Part of speech: adjective
Origin: Anglo-Norman French, 17th century
Examples of Prepense in a sentence
"The bird seemed to swoop down at my cat with a prepense hostility."
"The prosecution sought to show that the defendant committed the crime with malice prepense."
“Prepense” is based on the Anglo-Norman French term “prépensé,” meaning “thought of in advance.”
Did you Know?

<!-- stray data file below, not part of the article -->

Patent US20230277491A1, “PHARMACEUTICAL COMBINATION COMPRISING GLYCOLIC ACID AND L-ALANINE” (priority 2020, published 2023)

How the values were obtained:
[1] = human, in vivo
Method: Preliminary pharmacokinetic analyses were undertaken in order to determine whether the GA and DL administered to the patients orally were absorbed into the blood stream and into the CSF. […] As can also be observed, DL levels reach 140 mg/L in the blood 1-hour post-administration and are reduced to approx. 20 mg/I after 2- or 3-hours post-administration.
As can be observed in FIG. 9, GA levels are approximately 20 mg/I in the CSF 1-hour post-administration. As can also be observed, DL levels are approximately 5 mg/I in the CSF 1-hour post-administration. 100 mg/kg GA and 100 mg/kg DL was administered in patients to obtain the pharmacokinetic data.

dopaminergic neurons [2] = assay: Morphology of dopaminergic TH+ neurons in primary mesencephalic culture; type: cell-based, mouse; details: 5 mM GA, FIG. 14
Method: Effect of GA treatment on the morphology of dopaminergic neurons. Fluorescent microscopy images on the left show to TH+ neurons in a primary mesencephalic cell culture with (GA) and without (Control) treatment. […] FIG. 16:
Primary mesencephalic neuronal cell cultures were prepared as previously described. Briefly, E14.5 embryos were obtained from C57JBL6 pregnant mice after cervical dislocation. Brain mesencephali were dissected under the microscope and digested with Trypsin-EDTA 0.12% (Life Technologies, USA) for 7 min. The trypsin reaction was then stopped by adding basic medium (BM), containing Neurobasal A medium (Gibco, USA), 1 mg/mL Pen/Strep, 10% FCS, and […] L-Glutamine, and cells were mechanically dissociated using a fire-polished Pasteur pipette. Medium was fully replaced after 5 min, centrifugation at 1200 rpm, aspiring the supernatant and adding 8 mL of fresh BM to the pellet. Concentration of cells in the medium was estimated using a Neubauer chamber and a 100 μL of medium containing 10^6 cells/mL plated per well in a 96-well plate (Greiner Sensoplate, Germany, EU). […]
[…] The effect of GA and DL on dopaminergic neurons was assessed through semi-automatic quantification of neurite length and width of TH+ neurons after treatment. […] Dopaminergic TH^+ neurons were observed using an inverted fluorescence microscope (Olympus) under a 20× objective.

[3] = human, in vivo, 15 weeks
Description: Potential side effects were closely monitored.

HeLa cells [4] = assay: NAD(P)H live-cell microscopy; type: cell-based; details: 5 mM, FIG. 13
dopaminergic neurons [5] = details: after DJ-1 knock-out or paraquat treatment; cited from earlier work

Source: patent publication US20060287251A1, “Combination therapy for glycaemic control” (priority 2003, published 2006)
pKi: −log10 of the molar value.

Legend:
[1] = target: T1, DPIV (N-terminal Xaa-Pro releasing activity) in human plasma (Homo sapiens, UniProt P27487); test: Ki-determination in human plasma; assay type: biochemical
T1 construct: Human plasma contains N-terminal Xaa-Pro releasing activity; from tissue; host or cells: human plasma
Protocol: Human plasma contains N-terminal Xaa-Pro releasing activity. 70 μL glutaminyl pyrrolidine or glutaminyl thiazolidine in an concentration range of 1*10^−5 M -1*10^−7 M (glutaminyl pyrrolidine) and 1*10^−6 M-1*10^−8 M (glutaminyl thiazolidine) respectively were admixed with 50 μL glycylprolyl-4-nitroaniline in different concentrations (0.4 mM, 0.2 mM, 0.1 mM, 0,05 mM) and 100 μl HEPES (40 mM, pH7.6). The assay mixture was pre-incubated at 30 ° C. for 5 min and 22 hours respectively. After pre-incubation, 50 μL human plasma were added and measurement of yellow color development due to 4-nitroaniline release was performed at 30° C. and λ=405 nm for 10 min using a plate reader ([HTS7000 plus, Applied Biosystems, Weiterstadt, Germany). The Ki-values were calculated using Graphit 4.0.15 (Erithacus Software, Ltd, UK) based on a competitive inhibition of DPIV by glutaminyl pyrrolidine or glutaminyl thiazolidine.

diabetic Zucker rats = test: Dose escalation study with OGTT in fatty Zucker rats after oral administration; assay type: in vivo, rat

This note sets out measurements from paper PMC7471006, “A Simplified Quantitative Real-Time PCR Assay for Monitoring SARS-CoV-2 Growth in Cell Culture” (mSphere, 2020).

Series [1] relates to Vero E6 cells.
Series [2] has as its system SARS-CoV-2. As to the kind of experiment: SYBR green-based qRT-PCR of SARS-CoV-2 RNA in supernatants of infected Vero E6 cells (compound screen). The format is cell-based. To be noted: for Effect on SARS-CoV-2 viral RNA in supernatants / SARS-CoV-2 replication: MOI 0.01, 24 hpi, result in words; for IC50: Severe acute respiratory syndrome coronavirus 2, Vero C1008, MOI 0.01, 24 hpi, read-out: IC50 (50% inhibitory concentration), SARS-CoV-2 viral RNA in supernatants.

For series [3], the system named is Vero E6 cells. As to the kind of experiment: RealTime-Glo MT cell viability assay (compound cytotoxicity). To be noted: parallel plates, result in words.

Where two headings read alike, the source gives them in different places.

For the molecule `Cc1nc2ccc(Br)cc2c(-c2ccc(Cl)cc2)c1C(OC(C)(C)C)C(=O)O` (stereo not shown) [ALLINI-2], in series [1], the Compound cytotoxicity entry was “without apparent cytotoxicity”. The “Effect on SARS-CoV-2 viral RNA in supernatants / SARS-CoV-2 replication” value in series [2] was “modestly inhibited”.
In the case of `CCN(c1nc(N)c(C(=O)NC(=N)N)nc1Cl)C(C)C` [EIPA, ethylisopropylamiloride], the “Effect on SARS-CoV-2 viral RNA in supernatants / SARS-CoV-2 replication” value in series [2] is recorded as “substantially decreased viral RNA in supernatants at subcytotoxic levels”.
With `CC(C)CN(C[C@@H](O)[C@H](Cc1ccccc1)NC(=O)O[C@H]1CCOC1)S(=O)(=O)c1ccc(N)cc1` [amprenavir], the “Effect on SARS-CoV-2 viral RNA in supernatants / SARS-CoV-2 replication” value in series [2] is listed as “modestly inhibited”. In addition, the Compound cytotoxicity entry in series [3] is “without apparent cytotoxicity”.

Determining whether a crime was committed by prepense or spontaneously is an important part of criminal proceedings. Most agree a crime is worse when it has been considered in advance and carried out with full awareness of its potential harms to society than if it has occurred impulsively or in recklessness. In court cases, the expression “malice prepense” refers to the accusation that a defendant has acted with calculated ill intentions, which is very different from a person who commits a crime on the spur of the moment without reflecting upon its outcomes.